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Biotech Space Science

Revived Microbe May Hold Clues For ET Lifeforms 126

Posted by kdawson
from the calling-agent-smilla dept.
krou writes "Science Daily is reporting that a microbe, Herminiimonas glaciei, buried some 3 km under glacial ice in Greenland, and believed to have been frozen for some 120,000 years, has been brought back to life (abstract). The microbe, some ten to fifty times smaller than E. coli, was brought back over several months by slowly incubating it at gradually increasing temperatures. After 11.5 months, the microbe began to replicate. Scientists believe that it could help us understand how life may exist on other planets. Dr. Jennifer Loveland-Curtze, who headed up the team of scientists from Pennsylvania State University, said: 'These extremely cold environments are the best analogues of possible extraterrestrial habitats. ... [S]tudying these bacteria can provide insights into how cells can survive and even grow under extremely harsh conditions, such as temperatures down to -56C, little oxygen, low nutrients, high pressure and limited space.' She also added that it 'isn't a pathogen and is not harmful to humans, but it can pass through a 0.2 micron filter, which is the filter pore size commonly used in sterilization of fluids in laboratories and hospitals. If there are other ultra-small bacteria that are pathogens, then they could be present in solutions presumed to be sterile. In a clear solution very tiny cells might grow but not create the density sufficient to make the solution cloudy.'"
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Revived Microbe May Hold Clues For ET Lifeforms

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  • by oneirophrenos (1500619) on Tuesday June 16, 2009 @04:09PM (#28353701)

    I don't think your tin foil hat will help. Then again with a bug that can be brought back to life after 120000 years and slide through a 2 micron filter. Not much would help if it were to turned out to be dangerous.

    Pathogenity requires extensive adaptive mechanisms from a microbe, otherwise it isn't able to live in an organism with an immune system. Microbes that cause human illnesses have through countless generations developed traits that enable them to grip molecules on human cells, thrive in tissues, and resist the immune cells' attempts to destroy them. The odds of a 120,000-year-old bacteria turning out to be dangerous are minuscule.

  • by Red Flayer (890720) on Tuesday June 16, 2009 @04:15PM (#28353779) Journal

    The odds of a 120,000-year-old bacteria turning out to be dangerous are minuscule.

    The odds of any particular bacterium being dangerous are low.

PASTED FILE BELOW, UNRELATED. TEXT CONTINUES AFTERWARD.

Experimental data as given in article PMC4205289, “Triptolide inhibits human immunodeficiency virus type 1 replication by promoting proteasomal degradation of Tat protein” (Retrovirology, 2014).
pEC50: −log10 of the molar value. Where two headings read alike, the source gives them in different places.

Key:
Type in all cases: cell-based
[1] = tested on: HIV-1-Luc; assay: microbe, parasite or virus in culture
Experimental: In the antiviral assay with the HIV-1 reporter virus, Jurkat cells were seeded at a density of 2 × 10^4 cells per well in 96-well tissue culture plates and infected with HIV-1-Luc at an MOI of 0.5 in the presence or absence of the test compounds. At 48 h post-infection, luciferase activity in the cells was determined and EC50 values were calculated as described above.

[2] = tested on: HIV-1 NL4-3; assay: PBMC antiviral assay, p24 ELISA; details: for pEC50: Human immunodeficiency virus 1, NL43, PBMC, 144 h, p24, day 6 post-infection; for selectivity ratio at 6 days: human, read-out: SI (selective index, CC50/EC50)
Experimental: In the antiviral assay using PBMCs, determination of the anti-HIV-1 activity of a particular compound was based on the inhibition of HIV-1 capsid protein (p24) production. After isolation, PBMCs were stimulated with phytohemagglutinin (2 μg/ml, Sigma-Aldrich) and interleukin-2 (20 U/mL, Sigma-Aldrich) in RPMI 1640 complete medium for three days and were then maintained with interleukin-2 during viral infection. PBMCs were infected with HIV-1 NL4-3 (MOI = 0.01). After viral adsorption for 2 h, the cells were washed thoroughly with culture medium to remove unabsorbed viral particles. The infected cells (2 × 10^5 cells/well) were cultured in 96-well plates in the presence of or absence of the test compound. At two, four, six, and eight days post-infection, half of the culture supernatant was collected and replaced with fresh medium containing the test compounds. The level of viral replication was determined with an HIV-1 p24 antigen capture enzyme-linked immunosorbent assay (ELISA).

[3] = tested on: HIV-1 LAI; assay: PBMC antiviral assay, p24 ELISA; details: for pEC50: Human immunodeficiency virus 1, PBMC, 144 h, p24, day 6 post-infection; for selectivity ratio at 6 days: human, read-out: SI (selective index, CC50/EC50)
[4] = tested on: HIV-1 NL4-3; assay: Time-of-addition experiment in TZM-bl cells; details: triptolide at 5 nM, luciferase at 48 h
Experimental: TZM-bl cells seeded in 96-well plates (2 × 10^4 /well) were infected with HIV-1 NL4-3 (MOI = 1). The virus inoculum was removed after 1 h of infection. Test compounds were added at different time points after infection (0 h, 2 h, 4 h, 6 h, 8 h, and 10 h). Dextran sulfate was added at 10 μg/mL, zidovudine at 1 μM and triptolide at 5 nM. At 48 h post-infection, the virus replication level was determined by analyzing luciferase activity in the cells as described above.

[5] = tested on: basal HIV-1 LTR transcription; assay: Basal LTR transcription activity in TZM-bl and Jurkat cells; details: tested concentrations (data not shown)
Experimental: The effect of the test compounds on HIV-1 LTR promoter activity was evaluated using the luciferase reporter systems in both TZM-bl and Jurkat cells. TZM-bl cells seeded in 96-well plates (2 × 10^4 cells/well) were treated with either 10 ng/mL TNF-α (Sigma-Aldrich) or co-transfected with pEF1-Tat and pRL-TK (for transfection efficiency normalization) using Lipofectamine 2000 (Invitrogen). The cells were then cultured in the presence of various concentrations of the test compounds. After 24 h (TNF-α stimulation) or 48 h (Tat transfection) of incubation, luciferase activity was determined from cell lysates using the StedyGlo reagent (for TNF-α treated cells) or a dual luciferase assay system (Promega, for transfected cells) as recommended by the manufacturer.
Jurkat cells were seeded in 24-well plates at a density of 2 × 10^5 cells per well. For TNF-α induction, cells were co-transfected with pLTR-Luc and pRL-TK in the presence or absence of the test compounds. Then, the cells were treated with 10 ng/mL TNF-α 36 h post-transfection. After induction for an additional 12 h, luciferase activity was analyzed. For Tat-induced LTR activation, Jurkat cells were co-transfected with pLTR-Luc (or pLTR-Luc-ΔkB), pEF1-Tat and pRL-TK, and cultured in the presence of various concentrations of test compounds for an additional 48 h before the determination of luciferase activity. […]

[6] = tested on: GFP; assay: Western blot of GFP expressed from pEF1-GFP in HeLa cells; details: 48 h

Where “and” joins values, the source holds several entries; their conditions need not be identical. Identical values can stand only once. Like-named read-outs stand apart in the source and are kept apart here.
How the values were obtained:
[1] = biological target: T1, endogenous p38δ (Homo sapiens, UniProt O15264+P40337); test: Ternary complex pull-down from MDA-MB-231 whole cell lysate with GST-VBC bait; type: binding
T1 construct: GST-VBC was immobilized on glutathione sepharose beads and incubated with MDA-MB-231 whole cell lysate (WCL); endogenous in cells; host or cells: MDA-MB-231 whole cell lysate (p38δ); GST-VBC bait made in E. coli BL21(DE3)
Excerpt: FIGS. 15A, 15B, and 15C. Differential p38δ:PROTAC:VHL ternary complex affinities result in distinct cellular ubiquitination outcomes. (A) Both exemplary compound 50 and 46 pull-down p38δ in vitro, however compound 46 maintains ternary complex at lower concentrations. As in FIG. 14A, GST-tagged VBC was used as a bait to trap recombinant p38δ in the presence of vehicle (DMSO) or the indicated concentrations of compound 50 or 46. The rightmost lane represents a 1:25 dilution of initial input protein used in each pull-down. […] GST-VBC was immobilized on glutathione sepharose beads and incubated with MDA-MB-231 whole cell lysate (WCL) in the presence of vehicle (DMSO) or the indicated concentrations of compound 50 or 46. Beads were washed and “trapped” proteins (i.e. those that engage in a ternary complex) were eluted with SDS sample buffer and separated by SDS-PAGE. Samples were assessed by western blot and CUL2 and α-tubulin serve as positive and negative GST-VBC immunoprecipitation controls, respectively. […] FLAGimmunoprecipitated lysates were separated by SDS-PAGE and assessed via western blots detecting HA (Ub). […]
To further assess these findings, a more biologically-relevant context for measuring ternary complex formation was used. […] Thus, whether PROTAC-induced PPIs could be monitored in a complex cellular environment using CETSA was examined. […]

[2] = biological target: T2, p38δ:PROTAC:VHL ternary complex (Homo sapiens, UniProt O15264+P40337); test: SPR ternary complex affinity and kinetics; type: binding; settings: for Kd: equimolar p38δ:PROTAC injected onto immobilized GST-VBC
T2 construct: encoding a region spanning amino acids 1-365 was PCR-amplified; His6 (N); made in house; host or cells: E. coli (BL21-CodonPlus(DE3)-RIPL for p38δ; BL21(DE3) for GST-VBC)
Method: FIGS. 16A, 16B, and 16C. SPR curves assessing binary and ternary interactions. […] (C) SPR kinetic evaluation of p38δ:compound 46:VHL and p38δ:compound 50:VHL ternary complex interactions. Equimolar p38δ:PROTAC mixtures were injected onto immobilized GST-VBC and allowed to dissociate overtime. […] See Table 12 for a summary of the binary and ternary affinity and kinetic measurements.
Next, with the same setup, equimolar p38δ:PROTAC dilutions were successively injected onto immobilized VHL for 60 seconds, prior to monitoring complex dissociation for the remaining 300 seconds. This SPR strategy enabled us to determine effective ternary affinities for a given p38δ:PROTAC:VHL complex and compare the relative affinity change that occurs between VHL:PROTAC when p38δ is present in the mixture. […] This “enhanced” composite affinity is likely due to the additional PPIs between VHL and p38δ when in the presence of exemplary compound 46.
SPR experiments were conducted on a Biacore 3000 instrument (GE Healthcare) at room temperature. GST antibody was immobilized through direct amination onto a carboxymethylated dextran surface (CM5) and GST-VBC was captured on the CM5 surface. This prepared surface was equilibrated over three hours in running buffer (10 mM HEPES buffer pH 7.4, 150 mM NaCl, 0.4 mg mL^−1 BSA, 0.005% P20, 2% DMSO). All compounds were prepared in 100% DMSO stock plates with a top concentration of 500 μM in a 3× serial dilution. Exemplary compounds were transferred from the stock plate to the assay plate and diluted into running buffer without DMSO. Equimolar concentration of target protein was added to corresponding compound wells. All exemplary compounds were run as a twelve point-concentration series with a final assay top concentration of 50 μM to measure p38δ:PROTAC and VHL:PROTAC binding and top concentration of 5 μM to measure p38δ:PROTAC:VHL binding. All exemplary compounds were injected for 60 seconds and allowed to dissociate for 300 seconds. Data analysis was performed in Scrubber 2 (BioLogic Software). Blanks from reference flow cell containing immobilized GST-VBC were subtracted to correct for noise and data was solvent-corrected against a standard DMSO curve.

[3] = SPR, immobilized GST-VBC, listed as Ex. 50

FWIW, 120,000 years is not that long ago from a biological perspective. Some pathogens can pass from pigs, rabbits, or other mammals to humans... it's not like mammals didn't exist 120 millenia years ago.

    The bigger tipoff is that the bacteria survived in ice. It's not likely that a bacterium adapted to live in ice will also be able to live (and thrive) in humans.

  • by oodaloop (1229816) on Tuesday June 16, 2009 @04:29PM (#28353943)
    You're playing with semantics. It no longer exhibited any of the characteristics of life. It had no metabolic function, no internal chemical reactions. It was dead. If you have a definition from a dictionary that defines dead to include someone who is irretreviably dead but not clinically dead, bring it forth. Otherwise, please realize such things are not so cut and dried.
  • Re:Welcome! (Score:5, Insightful)

    by icebike (68054) on Tuesday June 16, 2009 @04:36PM (#28354043)

    Well, humorous as "The Thing" reference was meant to be, one has to wonder how controlled the lab environment was when this thing was discovered passing thru filters.

    And the fact that a bug not seen in 102,000 years is known not to be a pathogen (when virtually NOTHING else is known about it) seems of little comfort.

    Its a bacteria. What viruses live inside it?

    What could Possibly Go Wrong here?

  • Re:Welcome! (Score:3, Insightful)

    by Korin43 (881732) on Tuesday June 16, 2009 @04:44PM (#28354145) Homepage
    Not all bacteria cause us to get sick. In fact, the vast majority don't do anything (noticeable) to us. The fact that this is so old means our immune systems are probably more likely to be able to deal with it, and since they found it surviving in ice, I doubt our nice warm bodies are it's preferred climate.
  • Re:Welcome! (Score:3, Insightful)

    by icebike (68054) on Tuesday June 16, 2009 @05:15PM (#28354503)

    > There are thousands of different species in a gram of dirt,

    And we are exposed to these daily, and have built up immunity.

    > I think our odds are plenty safe in assuming this microbe won't hurt us.

    I hope you are right, because we have no exposure to this one, and no immunity.

  • Re:Welcome! (Score:5, Insightful)

    by geekoid (135745) <dadinportland AT yahoo DOT com> on Tuesday June 16, 2009 @05:20PM (#28354555) Homepage Journal

    The first thing that could go wrong is some yahoos on /. without on real knowledge or experiences start saying clueless speculation.

  • Re:Welcome! (Score:5, Insightful)

    by icebike (68054) on Tuesday June 16, 2009 @05:20PM (#28354557)

    > and since they found it surviving in ice, I doubt our nice warm bodies are it's preferred climate.

    It was dormant in Ice. After 11 months of gradual warming it started to reproduce. Who knows what its optimal temperature is.

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